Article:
Frankly, a new startup, knows how happy women are to have abandoned their bras in lockdown leisure. And it's hoping its new line of supportive fashion will ride the wave of COVID comfort.
While apparel companies have long hawked clothes with built-in bras, these items are typically not great, especially for women with larger breasts. Frankly plans to make clothes that are fully supportive, including open-back dresses pretty enough to wear out to dinner and bodysuits functional enough to wear to work.
"We don't want to be another bad built-in shelf bra," says Heather Eaton, Frankly co-founder and CEO. "Everybody's tried those camisoles or removable swimsuit cups. Our support is individually tailored to the garment itself."
Eaton cooked up the idea with co-founder Jane Dong, chief operating officer, before the pandemic hit. In June, both graduated from the Stanford Graduate School of Business program and dreamed up Frankly as a project for the school's noted Startup Garage class.
The pair are trying to develop the brand's personality around women's willingness to talk frankly about breasts.
"We started by asking women to tell us their challenges. All women have boobs. We all have nipples. It's just silly that we can't talk about this. And most women have larger breasts. The only reason the fashion industry designs for a B cup is that it looks better on a hanger," Eaton tells D2C FYI. "The average woman is a DD. As we started talking to investors, we realized women were interested in this idea."
Then came COVID-19, and a world where women found that with a quick twist of the Zoom camera, they could leave their bras behind, prompting widespread conjecture that the change might be permanent. (One of our favorite headlines is The Guardian's "The death of the bra: will the great lingerie liberation of lockdown last?")
The company is using a Kickstarter campaign to fund the startup, and reached its $25,000 goal in five hours. It's currently at $35,000, says Eaton, who spent some time working at Rothy's, the sustainable shoe brand.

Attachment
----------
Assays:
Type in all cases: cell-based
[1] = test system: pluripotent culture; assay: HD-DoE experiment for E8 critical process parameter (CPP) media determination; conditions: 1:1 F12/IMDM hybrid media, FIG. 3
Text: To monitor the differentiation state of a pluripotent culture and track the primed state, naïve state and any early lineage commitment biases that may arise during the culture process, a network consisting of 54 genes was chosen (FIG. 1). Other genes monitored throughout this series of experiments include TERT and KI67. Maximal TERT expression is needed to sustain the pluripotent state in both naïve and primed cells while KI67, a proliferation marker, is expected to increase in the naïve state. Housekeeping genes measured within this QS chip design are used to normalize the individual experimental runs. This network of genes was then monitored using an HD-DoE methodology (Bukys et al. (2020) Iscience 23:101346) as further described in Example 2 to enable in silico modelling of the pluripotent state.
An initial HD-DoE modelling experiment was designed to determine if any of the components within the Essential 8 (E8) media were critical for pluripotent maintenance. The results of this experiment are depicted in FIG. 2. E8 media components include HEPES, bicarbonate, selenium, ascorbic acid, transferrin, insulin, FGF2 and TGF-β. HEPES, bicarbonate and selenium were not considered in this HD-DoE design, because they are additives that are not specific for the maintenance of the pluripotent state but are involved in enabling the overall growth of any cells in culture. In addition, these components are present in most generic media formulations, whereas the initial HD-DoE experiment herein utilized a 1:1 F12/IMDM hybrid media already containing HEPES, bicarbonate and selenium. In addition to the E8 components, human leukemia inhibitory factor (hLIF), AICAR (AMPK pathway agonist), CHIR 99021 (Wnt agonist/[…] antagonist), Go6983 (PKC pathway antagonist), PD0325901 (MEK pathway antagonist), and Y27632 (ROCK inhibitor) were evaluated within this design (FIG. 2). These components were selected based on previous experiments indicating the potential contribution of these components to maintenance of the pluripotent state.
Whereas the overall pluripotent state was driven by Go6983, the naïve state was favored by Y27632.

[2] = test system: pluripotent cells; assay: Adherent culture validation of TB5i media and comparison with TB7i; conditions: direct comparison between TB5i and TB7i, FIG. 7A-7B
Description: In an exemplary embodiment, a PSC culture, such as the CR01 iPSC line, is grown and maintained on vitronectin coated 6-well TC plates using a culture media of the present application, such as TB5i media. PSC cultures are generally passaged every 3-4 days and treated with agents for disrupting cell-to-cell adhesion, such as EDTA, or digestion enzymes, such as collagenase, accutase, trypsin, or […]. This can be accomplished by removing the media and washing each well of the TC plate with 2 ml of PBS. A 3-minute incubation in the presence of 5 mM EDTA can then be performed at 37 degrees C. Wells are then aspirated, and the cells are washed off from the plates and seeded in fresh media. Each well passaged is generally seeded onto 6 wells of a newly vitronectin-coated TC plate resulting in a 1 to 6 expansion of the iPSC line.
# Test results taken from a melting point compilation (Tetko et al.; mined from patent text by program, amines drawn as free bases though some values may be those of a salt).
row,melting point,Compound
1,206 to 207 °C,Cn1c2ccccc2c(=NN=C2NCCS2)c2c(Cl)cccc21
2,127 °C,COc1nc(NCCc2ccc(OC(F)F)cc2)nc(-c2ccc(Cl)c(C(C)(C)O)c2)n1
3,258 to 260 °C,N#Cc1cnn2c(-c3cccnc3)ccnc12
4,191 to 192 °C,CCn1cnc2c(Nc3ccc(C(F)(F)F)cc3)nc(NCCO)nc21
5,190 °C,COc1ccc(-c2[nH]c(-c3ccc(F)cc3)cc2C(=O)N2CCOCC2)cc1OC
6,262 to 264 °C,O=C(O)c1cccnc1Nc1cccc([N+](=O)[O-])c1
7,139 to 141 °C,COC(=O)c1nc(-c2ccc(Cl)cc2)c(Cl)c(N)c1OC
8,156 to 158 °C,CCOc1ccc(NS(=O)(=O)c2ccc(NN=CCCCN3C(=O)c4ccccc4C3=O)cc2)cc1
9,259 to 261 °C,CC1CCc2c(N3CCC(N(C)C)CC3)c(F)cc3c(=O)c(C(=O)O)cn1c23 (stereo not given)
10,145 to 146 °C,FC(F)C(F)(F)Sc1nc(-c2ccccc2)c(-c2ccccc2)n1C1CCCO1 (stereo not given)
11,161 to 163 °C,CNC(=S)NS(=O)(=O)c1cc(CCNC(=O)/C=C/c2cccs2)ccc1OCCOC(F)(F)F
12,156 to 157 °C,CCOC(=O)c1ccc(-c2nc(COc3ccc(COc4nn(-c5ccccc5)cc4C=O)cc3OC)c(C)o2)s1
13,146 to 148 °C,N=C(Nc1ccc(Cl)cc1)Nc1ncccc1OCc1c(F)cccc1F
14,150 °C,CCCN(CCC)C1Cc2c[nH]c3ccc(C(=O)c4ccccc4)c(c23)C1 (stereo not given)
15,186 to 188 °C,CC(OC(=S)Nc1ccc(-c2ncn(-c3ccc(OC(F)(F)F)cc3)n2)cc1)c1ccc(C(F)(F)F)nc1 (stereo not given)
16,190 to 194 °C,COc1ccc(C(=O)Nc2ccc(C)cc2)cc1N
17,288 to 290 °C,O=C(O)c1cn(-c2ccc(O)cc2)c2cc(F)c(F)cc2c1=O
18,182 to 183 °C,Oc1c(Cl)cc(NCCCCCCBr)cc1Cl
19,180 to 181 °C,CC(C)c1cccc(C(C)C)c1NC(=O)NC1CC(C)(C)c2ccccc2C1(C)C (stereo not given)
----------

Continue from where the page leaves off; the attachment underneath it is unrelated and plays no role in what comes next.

She says that graduating from business school and launching during the pandemic have made the company scrappier, but things aren't always ideal. She's based in Chicago, Dong is in Fremont, California, and the design and manufacturing team is in Los Angeles. "Ideally, we'd be co-located."
For now, they're busy sending samples back and forth and intensely watching video fit tests.
One of the design challenges is to make sure each item has a little adjustability. "Our minidress, for example, has a tie in the back,” says Eaton. "And anything that has light padding is sewn in, so it doesn't crumple in the wash."
While COVID-casualness may fuel demand, it did throw a kink in the original marketing plan. "We had hoped to do a sort of roadshow, traveling to business schools and doing pop-ups, and obviously, we can't do that now."
Instead, she hopes that using paid social and search will generate sales.
Eaton doesn't think bras are over, by a long shot. "But we are taking one more baby step toward a bra-less future. The pandemic has taught all of us that the more time we spend not wearing bras, the more we don't want to wear them again."
Still, women are going to get more excited about dressing up again as restrictions ease, she predicts. "But I think that there is a false dichotomy between looking chic and feeling comfortable. That's where Frankly is trying to live."